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Companies need to invest for digital growth

26/03/2014

FTSE-listed businesses in London are increasingly picking from a broad selection of digital marketers when attempting to improve and modernise their advertising strategies, with plenty of talented professionals based in the capital and looking for new roles.

With hubs such as Tech City gaining traction and attracting international firms, the digital sector is booming in London, making it easier for companies to elaborate on this part of their marketing strategy - particularly if they are a well-known brand with plenty of clout and financial backing behind them.

However, small to medium-sized enterprises (SMEs) and businesses headquartered outside the capital could find it more difficult to invest in the right kind of talent - many of the best and most experienced workers are drawn to London for a variety of factors.

This does not mean that companies in the regions should not attempt to develop their digital strategy - indeed, it is particularly important they do so in order not to be left behind by the shifts taking place in the capital, as this would make it difficult for them to compete.

However, they do need to be aware that many of the best candidates will be drawn to the digital epicentre of London, meaning they may need to go the extra mile to bring their chosen hires on board.

Wages are not necessarily the solution - top companies in the capital and beyond tend to have strong retention levels for their digital team, because of their awareness of how important this aspect of their operation has become.

In the past, prospective candidates have turned down wage increases of around 15 per cent in order to stay with their current employer, enjoying the stability and bonuses offered through this kind of loyalty.

So what can regional businesses and SMEs do to develop their digital strategy? Utilising recruiters is crucial when it comes to external hires - an organisation with a wide-ranging contacts book will find it far easier to source the right worker than a business attempting to do so with no specialist knowledge of the market.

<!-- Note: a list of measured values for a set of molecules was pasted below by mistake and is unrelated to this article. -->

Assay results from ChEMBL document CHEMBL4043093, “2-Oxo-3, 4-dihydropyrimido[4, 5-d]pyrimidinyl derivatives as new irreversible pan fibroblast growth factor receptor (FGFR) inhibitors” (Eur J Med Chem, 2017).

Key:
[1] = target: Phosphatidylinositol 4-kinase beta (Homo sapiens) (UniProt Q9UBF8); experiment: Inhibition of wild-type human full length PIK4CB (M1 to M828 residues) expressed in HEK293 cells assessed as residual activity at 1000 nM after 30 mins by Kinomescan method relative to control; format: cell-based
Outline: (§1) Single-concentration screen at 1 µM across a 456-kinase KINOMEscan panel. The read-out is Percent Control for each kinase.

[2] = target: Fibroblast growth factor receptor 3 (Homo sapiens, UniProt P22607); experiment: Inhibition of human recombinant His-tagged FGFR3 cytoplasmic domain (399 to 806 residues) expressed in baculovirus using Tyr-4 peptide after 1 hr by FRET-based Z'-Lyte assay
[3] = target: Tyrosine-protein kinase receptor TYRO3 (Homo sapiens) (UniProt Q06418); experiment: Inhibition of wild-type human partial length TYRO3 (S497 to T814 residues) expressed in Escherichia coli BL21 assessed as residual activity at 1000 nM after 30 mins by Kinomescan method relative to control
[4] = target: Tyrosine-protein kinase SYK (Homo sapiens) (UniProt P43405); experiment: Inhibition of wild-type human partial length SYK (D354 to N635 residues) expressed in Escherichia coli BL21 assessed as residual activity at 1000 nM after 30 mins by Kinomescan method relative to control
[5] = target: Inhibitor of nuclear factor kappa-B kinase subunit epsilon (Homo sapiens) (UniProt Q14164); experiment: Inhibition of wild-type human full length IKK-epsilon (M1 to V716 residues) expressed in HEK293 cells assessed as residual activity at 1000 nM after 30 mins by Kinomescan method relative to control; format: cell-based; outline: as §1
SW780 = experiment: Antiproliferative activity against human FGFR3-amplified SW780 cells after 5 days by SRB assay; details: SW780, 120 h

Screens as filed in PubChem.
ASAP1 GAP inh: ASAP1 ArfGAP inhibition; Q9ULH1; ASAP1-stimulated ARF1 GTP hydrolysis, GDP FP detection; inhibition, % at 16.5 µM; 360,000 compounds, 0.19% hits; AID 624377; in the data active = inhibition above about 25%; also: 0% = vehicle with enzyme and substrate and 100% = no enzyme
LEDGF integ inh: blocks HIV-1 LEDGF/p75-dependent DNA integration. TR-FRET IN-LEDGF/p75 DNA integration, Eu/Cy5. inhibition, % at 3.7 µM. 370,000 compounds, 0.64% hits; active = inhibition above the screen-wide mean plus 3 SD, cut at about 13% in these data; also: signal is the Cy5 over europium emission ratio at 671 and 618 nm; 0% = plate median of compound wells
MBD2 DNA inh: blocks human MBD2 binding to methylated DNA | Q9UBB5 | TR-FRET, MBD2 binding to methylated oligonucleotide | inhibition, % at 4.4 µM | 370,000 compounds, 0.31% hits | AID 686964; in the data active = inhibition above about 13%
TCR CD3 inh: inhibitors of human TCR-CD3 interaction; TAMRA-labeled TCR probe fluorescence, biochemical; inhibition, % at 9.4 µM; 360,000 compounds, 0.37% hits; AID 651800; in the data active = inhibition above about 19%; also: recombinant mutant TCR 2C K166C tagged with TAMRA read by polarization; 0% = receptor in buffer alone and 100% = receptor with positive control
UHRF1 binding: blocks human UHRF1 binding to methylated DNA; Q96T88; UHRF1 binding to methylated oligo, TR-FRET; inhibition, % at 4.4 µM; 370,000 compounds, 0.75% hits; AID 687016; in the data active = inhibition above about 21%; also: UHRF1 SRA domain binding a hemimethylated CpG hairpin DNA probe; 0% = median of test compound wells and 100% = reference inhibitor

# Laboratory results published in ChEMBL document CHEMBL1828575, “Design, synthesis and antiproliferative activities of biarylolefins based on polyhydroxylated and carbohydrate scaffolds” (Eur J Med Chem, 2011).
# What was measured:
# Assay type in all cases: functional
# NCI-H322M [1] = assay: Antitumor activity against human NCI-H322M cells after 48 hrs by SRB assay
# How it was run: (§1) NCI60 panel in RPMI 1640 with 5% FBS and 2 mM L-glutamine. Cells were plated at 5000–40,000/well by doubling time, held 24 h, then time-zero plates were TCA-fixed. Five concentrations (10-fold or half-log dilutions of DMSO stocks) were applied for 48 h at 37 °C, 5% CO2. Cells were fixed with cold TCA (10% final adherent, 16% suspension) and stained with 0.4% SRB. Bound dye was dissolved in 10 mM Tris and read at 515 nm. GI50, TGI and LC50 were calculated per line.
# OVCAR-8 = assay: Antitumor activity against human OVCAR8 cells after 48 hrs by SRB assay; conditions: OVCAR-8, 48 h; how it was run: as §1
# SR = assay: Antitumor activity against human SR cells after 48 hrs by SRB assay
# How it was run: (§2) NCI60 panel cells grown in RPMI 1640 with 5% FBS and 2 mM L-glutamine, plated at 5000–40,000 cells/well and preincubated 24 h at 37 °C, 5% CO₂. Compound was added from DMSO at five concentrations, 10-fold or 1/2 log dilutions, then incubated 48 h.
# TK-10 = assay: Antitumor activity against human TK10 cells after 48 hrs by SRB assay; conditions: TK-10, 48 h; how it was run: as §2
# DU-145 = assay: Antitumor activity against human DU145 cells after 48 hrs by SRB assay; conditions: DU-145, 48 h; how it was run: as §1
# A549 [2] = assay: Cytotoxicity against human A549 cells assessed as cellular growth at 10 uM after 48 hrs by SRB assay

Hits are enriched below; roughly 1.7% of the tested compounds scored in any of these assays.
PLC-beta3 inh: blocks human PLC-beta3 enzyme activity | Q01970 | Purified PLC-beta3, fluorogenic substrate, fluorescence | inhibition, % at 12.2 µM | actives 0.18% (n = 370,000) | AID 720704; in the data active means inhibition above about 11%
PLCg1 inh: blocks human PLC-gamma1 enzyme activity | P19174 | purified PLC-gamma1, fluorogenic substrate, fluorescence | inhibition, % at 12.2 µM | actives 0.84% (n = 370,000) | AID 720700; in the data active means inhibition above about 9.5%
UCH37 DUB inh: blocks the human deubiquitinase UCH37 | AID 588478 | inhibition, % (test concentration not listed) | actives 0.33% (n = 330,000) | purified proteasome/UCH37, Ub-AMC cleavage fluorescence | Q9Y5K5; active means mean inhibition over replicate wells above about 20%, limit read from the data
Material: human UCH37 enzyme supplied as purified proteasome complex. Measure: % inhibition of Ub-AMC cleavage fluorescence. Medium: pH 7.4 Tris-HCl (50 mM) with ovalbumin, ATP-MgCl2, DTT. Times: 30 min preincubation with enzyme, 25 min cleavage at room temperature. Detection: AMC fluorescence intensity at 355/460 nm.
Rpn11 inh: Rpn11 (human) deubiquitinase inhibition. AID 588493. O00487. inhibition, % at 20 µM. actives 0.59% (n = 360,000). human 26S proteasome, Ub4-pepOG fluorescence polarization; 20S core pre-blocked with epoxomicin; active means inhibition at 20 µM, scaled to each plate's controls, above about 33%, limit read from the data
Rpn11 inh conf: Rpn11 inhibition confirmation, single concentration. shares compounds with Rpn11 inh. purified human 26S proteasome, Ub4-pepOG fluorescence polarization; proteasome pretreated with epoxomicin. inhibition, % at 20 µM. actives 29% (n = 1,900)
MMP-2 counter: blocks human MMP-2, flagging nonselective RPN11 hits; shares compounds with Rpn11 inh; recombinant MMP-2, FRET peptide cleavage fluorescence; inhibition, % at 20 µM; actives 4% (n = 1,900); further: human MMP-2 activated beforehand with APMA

This may not solve the issue completely, though - companies should also take a grass roots approach to digital development, offering as much training as possible within the marketing, product and sales functions of their organisations.

A number of benefits are associated with this approach - it will ensure firms have a broad-based understanding of the digital market, increase the possibilities for innovation and entrepreneurial thinking.

While businesses may be chary of over-spending on processes such as this, which can be time-consuming, the reality is that the short-term expense will be more than countered by the long-term benefits they offer.

With concerns rising over a possible skills gap in the digital marketing sector, particularly outside of the capital, creating a strong internal talent pipeline can ensure firms do not get left behind by their rivals.

Furthermore, any spend on technology will be greatly enhanced by having sufficiently talented workers to take advantage of new processes.

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